trek-debthonor“What are some of your favorites?” I can hear someone asking. Good grief…how much time do you have? We could be here a while. Yes, I definitely have my favorites, including one or two that are constantly battling to be included on my list of all-time favorite Star Trek stories, regardless of medium. For example, there’s Debt of Honor from way back in 1992, which has always stuck with me. There’s also Marvel’s 17-issue Star Trek: Early Voyages title, which ran between 1997 and 1998 and chronicled (at least some) of the adventures of the U.S.S. Enterprise under Kirk’s predecessor, Captain Christopher Pike.

st-ev01st-musOther favorites include the 8-issue run of DC’s first Star Trek comic from 1984-1985, which collectively are known as “The Mirror Universe Saga.” Truth be told, I’d be hard pressed to come up with a definitive list, because as I perused my rather large library, looking for examples to highlight here, I found myself smiling as I recalled a story I’d long ago forgotten. What’s a guy supposed to do about that? Exactly. Like I said…we could be here a while. All day, if we’re being honest. The rest of the week, if we applied ourselves. So, let’s just cut it off here and we can all go our separate ways, all right?

So, hey! 50 years of Star Trek comics. For my money, the current roster of folks working to extend that rather lengthy list is doing a mighty fine job. Here’s hoping they continue to carry the torch for many more years to come.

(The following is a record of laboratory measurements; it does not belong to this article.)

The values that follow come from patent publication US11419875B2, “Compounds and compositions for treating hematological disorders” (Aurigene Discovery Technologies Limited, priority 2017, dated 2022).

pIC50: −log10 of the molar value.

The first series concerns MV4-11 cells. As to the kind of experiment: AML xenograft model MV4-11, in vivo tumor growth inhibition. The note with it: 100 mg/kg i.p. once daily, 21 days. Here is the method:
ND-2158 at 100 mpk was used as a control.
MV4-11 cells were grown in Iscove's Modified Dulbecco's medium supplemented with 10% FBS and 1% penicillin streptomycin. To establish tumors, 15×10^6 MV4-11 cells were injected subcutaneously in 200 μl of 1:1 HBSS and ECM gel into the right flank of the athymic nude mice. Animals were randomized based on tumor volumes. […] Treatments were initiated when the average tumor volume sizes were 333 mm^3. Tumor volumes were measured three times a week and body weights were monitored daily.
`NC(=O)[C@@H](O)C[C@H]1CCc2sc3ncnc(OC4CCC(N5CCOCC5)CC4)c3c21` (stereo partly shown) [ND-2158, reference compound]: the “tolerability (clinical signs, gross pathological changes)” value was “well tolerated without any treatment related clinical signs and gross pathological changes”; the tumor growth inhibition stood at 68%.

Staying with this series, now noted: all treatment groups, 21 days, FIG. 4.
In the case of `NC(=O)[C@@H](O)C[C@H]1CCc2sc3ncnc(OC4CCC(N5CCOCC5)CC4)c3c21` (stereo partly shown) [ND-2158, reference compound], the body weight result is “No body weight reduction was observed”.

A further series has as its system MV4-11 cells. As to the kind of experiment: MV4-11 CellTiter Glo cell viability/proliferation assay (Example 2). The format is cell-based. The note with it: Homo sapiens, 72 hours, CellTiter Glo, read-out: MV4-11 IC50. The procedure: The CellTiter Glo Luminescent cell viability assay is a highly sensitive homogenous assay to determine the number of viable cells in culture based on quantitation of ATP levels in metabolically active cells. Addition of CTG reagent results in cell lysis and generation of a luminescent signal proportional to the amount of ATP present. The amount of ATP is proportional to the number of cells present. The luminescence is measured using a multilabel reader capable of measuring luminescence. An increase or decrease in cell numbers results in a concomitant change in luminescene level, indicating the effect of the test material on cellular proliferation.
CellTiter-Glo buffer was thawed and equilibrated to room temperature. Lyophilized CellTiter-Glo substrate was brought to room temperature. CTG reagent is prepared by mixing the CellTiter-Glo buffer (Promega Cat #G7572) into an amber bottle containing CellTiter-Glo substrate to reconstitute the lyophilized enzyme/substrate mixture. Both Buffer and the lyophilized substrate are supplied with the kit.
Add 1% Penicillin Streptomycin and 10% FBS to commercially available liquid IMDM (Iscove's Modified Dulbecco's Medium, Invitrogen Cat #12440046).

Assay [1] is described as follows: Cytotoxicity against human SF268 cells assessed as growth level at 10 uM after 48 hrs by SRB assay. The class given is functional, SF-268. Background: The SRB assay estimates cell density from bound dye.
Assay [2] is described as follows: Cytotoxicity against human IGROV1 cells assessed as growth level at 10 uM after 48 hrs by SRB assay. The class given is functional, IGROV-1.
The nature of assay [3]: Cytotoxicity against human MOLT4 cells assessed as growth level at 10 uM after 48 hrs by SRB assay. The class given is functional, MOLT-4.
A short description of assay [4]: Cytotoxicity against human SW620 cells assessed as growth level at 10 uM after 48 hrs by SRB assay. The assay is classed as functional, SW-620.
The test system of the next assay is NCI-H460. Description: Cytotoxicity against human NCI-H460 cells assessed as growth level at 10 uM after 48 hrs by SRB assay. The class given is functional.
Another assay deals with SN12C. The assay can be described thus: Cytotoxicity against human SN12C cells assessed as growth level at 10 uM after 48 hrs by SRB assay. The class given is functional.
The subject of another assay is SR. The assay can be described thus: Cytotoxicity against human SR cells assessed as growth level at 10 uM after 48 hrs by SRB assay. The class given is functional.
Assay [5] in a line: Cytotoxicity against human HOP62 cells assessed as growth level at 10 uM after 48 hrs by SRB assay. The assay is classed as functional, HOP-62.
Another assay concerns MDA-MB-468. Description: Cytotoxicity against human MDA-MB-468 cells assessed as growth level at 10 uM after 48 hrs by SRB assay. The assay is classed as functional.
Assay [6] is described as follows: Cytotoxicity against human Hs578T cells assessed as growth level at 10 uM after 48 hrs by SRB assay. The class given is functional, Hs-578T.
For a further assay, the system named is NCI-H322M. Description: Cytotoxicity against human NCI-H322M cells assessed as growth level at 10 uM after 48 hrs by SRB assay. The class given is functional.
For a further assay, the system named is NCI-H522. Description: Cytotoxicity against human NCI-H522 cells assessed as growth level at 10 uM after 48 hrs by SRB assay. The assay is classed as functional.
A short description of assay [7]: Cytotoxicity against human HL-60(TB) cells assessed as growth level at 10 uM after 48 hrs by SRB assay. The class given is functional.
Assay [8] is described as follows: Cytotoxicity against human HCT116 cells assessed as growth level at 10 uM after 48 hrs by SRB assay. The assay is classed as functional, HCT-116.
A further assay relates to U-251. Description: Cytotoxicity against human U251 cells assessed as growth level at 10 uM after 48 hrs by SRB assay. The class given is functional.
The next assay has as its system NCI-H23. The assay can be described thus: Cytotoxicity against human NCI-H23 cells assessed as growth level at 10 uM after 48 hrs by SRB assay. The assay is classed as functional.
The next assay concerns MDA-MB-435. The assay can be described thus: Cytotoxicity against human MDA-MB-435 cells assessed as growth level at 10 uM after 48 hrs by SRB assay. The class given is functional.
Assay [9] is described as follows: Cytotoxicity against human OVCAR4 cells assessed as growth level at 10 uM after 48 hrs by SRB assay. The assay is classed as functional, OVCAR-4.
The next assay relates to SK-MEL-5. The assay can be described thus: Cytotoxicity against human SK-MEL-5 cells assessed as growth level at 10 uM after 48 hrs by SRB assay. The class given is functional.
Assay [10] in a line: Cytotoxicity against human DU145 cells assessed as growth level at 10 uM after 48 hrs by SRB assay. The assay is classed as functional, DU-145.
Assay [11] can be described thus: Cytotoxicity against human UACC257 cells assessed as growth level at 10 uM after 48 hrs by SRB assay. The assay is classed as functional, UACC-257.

Star Trek: Waypoint collection: Comin’ at ya in November!

Good news, everyone!

For those of you who haven’t yet partaken of IDW Publishing‘s bi-monthly Star Trek: Waypoint mini-series (and really…what’s up with that?), you’ll be pleased to know that the entire 8-issue run will be collected into a trade paperback and officially made available for your reading pleasure on November 28th.

This means that the story Kevin and I wrote for issue #2, “The Menace of the Mechanitrons” (and which was gloriously illustrated by the great Gordon Purcell), will be able to annoy the people we missed the first time around last fall, or perhaps irritate you all over again if you went in on the individual issues.

While this will be mine and Kevin’s first time having a comic story collected in such a manner, longtime readers and supporters may recall that it’s not our first time being in such an anthology in any capacity. Au contraire! Indeed,  our short story “First, Do No Harm” from 2006’s Star Trek: Constellations anthology was also included in Tokyopop’s Shinsei Shinsei, the first edition of their Star Trek manga collections. One of their manga stories was also included in the back of Constellations, as part of a marketing crossover in observance of Star Trek‘s 40th anniversary in 2006.